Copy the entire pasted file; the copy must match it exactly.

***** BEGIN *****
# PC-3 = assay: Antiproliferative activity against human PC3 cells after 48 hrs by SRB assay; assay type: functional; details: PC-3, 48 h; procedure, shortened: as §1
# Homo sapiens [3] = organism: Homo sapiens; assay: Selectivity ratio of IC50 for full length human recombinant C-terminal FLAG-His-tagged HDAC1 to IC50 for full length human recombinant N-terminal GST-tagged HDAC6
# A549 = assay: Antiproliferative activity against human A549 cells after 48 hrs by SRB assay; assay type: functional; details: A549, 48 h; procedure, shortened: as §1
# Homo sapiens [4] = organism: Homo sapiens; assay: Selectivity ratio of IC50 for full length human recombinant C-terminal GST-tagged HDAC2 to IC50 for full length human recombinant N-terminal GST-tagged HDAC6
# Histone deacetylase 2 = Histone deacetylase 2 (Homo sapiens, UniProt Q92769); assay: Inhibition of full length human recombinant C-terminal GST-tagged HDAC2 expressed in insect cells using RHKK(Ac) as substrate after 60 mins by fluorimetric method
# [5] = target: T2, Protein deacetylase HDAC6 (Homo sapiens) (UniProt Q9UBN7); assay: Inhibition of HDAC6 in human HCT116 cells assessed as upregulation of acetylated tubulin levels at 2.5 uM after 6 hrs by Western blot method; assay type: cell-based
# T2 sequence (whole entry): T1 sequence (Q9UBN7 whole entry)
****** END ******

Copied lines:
# PC-3 = assay: Antiproliferative activity against human PC3 cells after 48 hrs by SRB assay; assay type: functional; details: PC-3, 48 h; procedure, shortened: as §1
# Homo sapiens [3] = organism: Homo sapiens; assay: Selectivity ratio of IC50 for full length human recombinant C-terminal FLAG-His-tagged HDAC1 to IC50 for full length human recombinant N-terminal GST-tagged HDAC6
# A549 = assay: Antiproliferative activity against human A549 cells after 48 hrs by SRB assay; assay type: functional; details: A549, 48 h; procedure, shortened: as §1
# Homo sapiens [4] = organism: Homo sapiens; assay: Selectivity ratio of IC50 for full length human recombinant C-terminal GST-tagged HDAC2 to IC50 for full length human recombinant N-terminal GST-tagged HDAC6
# Histone deacetylase 2 = Histone deacetylase 2 (Homo sapiens, UniProt Q92769); assay: Inhibition of full length human recombinant C-terminal GST-tagged HDAC2 expressed in insect cells using RHKK(Ac) as substrate after 60 mins by fluorimetric method
# [5] = target: T2, Protein deacetylase HDAC6 (Homo sapiens) (UniProt Q9UBN7); assay: Inhibition of HDAC6 in human HCT116 cells assessed as upregulation of acetylated tubulin levels at 2.5 uM after 6 hrs by Western blot method; assay type: cell-based
# T2 sequence (whole entry): T1 sequence (Q9UBN7 whole entry)